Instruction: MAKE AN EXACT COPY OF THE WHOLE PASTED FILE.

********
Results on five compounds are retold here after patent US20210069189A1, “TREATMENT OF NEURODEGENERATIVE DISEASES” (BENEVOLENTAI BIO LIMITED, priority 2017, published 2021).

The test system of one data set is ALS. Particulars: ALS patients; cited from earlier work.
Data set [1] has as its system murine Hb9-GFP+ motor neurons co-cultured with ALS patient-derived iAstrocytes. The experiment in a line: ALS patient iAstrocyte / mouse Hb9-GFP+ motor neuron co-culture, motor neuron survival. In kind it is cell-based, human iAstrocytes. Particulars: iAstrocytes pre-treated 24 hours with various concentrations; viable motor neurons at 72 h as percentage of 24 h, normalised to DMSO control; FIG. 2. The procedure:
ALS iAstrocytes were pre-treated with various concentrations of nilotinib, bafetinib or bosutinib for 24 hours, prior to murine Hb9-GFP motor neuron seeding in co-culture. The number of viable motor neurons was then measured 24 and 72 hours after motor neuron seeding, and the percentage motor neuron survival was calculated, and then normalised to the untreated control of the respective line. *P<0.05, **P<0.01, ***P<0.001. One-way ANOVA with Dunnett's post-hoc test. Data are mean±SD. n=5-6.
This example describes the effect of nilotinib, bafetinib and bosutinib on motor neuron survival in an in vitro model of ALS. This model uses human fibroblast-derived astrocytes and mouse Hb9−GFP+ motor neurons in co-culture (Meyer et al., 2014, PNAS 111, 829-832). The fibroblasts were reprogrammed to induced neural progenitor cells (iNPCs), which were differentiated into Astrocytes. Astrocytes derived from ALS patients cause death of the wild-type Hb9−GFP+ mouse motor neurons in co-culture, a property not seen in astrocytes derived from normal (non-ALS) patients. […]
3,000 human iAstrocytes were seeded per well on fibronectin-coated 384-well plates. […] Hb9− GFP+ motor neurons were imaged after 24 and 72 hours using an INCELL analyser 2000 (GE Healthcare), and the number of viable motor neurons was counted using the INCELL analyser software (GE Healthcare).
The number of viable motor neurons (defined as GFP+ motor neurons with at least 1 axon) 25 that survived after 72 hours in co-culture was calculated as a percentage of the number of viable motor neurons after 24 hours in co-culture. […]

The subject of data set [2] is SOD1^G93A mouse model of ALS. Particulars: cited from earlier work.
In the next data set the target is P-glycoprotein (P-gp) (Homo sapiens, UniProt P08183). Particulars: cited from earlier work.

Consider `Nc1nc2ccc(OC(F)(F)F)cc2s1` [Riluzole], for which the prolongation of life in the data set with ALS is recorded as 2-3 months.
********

Results on five compounds are retold here after patent US20210069189A1, “TREATMENT OF NEURODEGENERATIVE DISEASES” (BENEVOLENTAI BIO LIMITED, priority 2017, published 2021).

The test system of one data set is ALS. Particulars: ALS patients; cited from earlier work.
Data set [1] has as its system murine Hb9-GFP+ motor neurons co-cultured with ALS patient-derived iAstrocytes. The experiment in a line: ALS patient iAstrocyte / mouse Hb9-GFP+ motor neuron co-culture, motor neuron survival. In kind it is cell-based, human iAstrocytes. Particulars: iAstrocytes pre-treated 24 hours with various concentrations; viable motor neurons at 72 h as percentage of 24 h, normalised to DMSO control; FIG. 2. The procedure:
ALS iAstrocytes were pre-treated with various concentrations of nilotinib, bafetinib or bosutinib for 24 hours, prior to murine Hb9-GFP motor neuron seeding in co-culture. The number of viable motor neurons was then measured 24 and 72 hours after motor neuron seeding, and the percentage motor neuron survival was calculated, and then normalised to the untreated control of the respective line. *P<0.05, **P<0.01, ***P<0.001. One-way ANOVA with Dunnett's post-hoc test. Data are mean±SD. n=5-6.
This example describes the effect of nilotinib, bafetinib and bosutinib on motor neuron survival in an in vitro model of ALS. This model uses human fibroblast-derived astrocytes and mouse Hb9−GFP+ motor neurons in co-culture (Meyer et al., 2014, PNAS 111, 829-832). The fibroblasts were reprogrammed to induced neural progenitor cells (iNPCs), which were differentiated into Astrocytes. Astrocytes derived from ALS patients cause death of the wild-type Hb9−GFP+ mouse motor neurons in co-culture, a property not seen in astrocytes derived from normal (non-ALS) patients. […]
3,000 human iAstrocytes were seeded per well on fibronectin-coated 384-well plates. […] Hb9− GFP+ motor neurons were imaged after 24 and 72 hours using an INCELL analyser 2000 (GE Healthcare), and the number of viable motor neurons was counted using the INCELL analyser software (GE Healthcare).
The number of viable motor neurons (defined as GFP+ motor neurons with at least 1 axon) 25 that survived after 72 hours in co-culture was calculated as a percentage of the number of viable motor neurons after 24 hours in co-culture. […]

The subject of data set [2] is SOD1^G93A mouse model of ALS. Particulars: cited from earlier work.
In the next data set the target is P-glycoprotein (P-gp) (Homo sapiens, UniProt P08183). Particulars: cited from earlier work.

Consider `Nc1nc2ccc(OC(F)(F)F)cc2s1` [Riluzole], for which the prolongation of life in the data set with ALS is recorded as 2-3 months.